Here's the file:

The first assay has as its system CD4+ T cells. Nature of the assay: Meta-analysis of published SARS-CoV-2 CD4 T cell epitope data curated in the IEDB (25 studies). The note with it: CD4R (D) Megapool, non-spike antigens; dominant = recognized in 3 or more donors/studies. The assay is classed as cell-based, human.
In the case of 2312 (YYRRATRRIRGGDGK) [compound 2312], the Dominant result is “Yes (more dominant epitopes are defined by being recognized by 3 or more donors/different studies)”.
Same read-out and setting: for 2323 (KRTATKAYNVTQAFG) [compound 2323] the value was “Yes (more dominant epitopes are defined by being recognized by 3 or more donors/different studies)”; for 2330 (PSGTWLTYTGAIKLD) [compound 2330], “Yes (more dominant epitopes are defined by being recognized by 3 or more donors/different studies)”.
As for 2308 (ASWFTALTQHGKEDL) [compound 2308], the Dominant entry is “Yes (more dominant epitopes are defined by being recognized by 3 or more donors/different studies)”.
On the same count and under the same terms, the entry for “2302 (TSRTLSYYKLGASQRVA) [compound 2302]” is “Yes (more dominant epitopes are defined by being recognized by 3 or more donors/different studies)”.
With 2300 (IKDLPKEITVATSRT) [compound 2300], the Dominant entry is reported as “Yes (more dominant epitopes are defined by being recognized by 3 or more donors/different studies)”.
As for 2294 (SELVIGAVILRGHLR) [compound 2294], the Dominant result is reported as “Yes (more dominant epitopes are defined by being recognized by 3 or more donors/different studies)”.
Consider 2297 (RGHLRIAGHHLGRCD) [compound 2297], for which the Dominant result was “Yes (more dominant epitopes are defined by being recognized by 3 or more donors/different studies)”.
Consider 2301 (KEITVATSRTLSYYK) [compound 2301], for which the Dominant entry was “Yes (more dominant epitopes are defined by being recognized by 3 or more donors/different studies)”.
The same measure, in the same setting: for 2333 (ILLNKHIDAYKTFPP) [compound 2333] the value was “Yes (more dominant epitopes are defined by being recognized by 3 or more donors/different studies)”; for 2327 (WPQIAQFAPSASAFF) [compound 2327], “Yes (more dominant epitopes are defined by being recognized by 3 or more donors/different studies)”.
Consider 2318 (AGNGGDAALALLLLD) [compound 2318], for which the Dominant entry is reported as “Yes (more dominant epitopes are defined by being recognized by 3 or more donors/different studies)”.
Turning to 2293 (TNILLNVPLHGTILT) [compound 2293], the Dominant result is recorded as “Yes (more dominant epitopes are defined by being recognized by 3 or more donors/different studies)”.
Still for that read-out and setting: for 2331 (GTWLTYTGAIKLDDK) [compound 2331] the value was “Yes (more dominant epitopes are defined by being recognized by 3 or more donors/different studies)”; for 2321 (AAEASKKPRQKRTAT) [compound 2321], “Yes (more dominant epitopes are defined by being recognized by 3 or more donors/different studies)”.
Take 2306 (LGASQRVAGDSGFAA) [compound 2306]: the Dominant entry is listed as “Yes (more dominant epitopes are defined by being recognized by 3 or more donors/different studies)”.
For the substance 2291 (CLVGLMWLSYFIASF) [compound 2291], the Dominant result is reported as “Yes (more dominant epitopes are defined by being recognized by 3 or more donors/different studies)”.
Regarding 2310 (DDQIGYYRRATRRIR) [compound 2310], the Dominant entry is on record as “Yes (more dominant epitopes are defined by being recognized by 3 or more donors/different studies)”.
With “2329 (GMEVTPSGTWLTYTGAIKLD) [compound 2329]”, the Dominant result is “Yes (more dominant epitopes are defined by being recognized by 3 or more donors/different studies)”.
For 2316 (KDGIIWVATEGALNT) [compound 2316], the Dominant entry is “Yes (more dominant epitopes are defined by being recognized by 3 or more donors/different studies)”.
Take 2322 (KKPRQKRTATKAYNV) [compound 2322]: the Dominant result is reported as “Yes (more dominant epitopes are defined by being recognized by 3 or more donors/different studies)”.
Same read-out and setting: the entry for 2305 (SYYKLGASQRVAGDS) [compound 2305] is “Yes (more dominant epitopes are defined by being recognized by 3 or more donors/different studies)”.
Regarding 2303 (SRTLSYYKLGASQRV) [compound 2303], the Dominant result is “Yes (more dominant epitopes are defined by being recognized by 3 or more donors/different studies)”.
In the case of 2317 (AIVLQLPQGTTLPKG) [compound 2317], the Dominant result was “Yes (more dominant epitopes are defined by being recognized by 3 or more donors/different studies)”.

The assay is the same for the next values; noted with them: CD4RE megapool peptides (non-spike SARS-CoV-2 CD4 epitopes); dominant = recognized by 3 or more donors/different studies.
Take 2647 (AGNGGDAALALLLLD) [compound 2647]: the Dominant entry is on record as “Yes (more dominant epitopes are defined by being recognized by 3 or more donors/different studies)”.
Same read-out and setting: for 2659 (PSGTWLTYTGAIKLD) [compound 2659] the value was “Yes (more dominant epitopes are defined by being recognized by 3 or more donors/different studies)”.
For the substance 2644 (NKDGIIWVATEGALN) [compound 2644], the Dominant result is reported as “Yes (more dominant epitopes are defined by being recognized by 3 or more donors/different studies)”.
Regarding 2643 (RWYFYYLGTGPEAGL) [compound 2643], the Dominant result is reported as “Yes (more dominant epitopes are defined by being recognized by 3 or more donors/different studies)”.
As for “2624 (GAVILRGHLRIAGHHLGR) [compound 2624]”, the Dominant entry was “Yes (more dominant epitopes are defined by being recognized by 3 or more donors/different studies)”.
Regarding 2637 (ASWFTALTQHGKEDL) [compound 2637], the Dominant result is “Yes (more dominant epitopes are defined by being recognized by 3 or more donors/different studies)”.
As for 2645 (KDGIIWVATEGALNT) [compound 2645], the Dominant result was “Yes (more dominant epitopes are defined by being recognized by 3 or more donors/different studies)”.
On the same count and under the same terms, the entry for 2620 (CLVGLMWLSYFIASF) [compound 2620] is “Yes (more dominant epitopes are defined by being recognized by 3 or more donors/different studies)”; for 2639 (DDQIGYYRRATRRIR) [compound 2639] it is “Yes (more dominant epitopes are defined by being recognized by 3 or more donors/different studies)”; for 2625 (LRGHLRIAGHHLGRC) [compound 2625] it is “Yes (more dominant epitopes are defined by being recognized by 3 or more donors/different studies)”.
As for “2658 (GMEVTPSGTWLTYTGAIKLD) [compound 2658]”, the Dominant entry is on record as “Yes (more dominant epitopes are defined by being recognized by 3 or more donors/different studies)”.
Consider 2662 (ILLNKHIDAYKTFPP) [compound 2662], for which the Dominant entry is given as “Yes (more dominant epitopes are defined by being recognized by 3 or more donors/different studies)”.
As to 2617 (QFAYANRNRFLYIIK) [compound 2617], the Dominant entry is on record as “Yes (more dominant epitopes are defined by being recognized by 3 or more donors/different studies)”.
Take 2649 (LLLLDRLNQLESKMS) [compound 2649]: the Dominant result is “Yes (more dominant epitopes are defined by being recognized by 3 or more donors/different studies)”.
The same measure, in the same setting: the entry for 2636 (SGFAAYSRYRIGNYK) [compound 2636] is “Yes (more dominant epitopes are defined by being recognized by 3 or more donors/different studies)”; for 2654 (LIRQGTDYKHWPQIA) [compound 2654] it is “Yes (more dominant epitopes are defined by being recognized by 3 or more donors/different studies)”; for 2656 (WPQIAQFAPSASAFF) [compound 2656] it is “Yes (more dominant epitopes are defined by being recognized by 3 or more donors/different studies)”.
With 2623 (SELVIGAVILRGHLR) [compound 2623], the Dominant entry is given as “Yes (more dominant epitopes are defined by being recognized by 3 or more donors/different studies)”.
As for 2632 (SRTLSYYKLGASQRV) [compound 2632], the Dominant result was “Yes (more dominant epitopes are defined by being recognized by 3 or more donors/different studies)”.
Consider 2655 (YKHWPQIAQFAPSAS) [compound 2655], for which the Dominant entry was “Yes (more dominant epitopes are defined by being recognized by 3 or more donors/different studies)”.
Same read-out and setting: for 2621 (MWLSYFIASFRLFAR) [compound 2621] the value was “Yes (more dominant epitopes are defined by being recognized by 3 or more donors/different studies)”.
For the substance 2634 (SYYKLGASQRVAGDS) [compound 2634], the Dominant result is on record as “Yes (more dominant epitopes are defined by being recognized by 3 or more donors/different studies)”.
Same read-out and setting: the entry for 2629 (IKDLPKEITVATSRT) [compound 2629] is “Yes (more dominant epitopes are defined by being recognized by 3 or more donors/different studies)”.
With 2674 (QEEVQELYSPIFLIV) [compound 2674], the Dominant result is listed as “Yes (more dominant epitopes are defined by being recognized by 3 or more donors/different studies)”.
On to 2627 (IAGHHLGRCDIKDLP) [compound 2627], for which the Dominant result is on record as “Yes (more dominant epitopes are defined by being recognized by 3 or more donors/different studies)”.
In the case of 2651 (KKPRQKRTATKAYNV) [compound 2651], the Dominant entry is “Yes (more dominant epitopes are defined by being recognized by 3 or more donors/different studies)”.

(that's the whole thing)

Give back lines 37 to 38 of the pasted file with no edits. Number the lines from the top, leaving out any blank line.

With 2623 (SELVIGAVILRGHLR) [compound 2623], the Dominant entry is given as “Yes (more dominant epitopes are defined by being recognized by 3 or more donors/different studies)”.
As for 2632 (SRTLSYYKLGASQRV) [compound 2632], the Dominant result was “Yes (more dominant epitopes are defined by being recognized by 3 or more donors/different studies)”.